Rory McIlroy walked off the 18th green in disgruntled fashion, shaking his head and looking down at the ground.
Shooting a 5-under 67 at Wentworth can rarely have felt so unsatisfactory.
The four-time major winner pushed his approach shot from the middle of the fairway into the overhanging trees at the par-5 last, saw his chip clip the flag pole, then missed a 3-foot putt for birdie for a disappointing end to his first round at the BMW PGA Championship on Thursday.
McIlroy also missed out on a birdie on the par-5 17th, too. Hence his unhappiness immediately after his round, although he was only two shots off the lead held by Lucas Bjerregaard (65).
“Walking off the 16th green and going to No. 17 at 5 over par, it was good after being 1 over after three (holes),” McIlroy said, before diverting away from revisiting the end of his round.
“I played really well, gave myself plenty of chances, drove it well, for the most part hit my irons a lot better than I have done, so it was nice to get off to a good start.”
McIlroy is playing the European Tour’s flagship event for the first time since 2015. He won it in 2014, the year he won the British Open and the U.S. PGA Championship — his last major victories.
After bogeying No. 3, the former top-ranked McIlroy reeled off seven birdies in 13 holes and later said the greens were in the best condition he’d seen them.
Bjerregaard, whose only win came in Portugal last year, made seven birdies in a bogey-free round — his last at No. 18 giving him the outright lead over South Africans Dean Burmester and Darren Fichardt.
Burmester earlier played his last eight holes in 6 under par — including making eagle at the 15th — to draw level with compatriot Fichardt, who was also bogey-free. Kiradech Aphibarnrat finished 7-6 on the two par fives to drop from the outright lead at the time to 4 under.
Kevin Na sinks a 90-foot chip to lead Colonial after first again
Kevin Na chipped in from the rough more than 90 feet away for an incredible birdie to close out an 8-under 62 and take the first-round lead in the Fort Worth Invitational at Colonial on Thursday.
After Na’s tee shot at the 399-yard ninth hole went into the rough to the right, his approach flew over the green and settled against a temporary grandstand. His relief was a drop into more rough, but after the chip to the green, the ball rolled over a ridge, started to curl and caught the right edge of the cup before falling to end his round.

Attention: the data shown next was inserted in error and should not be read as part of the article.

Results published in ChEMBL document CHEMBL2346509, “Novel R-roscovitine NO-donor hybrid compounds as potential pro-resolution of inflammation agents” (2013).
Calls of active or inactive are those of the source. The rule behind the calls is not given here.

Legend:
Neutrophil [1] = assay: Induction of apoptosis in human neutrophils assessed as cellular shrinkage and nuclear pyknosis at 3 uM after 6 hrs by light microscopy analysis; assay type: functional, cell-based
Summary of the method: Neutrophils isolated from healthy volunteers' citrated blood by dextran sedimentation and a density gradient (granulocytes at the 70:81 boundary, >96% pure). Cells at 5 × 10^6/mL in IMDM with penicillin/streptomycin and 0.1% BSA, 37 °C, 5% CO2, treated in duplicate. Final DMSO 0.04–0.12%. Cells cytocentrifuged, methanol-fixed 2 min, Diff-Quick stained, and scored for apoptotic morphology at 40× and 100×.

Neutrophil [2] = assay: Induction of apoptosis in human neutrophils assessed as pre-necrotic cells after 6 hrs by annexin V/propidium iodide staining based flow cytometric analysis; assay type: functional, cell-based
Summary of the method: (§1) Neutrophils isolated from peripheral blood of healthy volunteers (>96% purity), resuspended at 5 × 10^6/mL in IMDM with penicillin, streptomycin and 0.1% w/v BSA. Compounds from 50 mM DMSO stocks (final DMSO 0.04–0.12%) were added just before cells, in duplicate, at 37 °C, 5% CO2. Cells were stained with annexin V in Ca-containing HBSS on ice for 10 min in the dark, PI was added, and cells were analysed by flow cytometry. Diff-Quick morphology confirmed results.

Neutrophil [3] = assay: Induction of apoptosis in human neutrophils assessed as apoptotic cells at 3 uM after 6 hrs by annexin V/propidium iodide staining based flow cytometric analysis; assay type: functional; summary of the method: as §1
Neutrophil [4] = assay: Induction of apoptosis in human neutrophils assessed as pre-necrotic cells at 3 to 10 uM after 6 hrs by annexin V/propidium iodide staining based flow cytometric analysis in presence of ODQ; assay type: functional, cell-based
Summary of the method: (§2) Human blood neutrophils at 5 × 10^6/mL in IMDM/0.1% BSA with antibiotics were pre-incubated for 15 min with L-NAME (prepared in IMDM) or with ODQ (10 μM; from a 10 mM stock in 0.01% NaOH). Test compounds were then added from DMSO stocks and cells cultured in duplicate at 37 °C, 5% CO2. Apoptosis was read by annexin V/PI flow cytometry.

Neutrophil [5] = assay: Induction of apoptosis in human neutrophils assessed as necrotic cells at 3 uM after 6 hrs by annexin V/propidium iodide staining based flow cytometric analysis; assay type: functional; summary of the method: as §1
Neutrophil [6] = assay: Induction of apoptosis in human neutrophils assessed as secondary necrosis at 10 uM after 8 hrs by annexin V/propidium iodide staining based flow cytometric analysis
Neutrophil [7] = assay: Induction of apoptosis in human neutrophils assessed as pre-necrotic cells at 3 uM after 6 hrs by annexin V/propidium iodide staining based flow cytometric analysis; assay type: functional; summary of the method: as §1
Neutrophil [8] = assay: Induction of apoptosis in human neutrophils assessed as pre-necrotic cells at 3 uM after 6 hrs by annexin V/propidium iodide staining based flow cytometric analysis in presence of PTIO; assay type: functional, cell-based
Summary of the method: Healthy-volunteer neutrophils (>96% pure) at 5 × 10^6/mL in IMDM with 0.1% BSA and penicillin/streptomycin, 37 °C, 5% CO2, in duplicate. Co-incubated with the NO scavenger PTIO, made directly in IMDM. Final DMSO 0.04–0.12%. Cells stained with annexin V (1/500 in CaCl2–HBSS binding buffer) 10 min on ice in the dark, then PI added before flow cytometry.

That put him one stroke ahead of Charley Hoffman, who also was bogey-free when shooting a 63 in the morning round.
Jhonattan Vegas, Emiliano Grillo, Andrew Putnam and Beau Hossler shot 64.
LPGA Tour: Jutanugarn, Masson, Kang, Olson share lead at Volvik Championship
Amy Olson crossed paths with her coach, Ron Stockton, on her walk to the 18th tee at the Volvik Championship.
“Make it another even $20,” Stockton said.
The coach was already prepared to give his client $35 for making seven birdies — $5 each — and wanted to take her mind off the bogey she just had at 17.
Olson closed the first round with a 6-under 66, putting her into the lead she ended up sharing later Thursday with Moriya Jutanugarn , Caroline Masson and Danielle Kang.
Do small, cash incentives really help a professional golfer?
“Absolutely,” said Olson, who graduated from North Dakota State with an accounting degree. “He’ll tell you I’m a little bit of a hustler there.”
Olson will have to keep making birdies — and petty cash — to hold her position at Travis Pointe Country Club.
Jessica Korda, Minjee Lee, Nasa Hataoka, Lindy Duncan, Morgan Pressel, Megan Khang and Jodi Ewart Shadoff were a stroke back at 67 and six others were to shots back.
Ariya Jutanugarn, the Kingsmill Championship winner last week in Virginia, opened with a 69.
The Jutanugarn sisters are Korda are among six players with a chance to become the LPGA Tour’s first two-time winner this year.
Moriya Jutanugarn won for the first time in six years on the circuit last month in Los Angeles.
“What I feel is more relaxed now,” she said. “And, of course I like looking forward for my next one.”
Olson, meanwhile, is hoping to extend the LPGA Tour’s streak of having a new winner in each of its 12 tournaments this year.
She knows how to win. It just has been a while since it has happened.
Olson set an NCAA record with 20 wins, breaking the mark set by LPGA Hall of Famer Juli Inkster, but has struggled to have much success since turning pro in 2013.
She has not finished best finish was a tie for seventh and that was four years ago. She was in contention to win the ANA Inspiration two months ago, but an even-par 72 dropped her into a tie for ninth place.
If the North Dakota player wins the Volvik Championship, she will earn a spot in the U.S. Open at Shoal Creek in Alabama. If Olson finishes second or lower in the 144-player field, she will enjoy an off week with her husband, Grant, who coaches linebackers at Indiana State.
“I’ll make the best of it either way,” she said.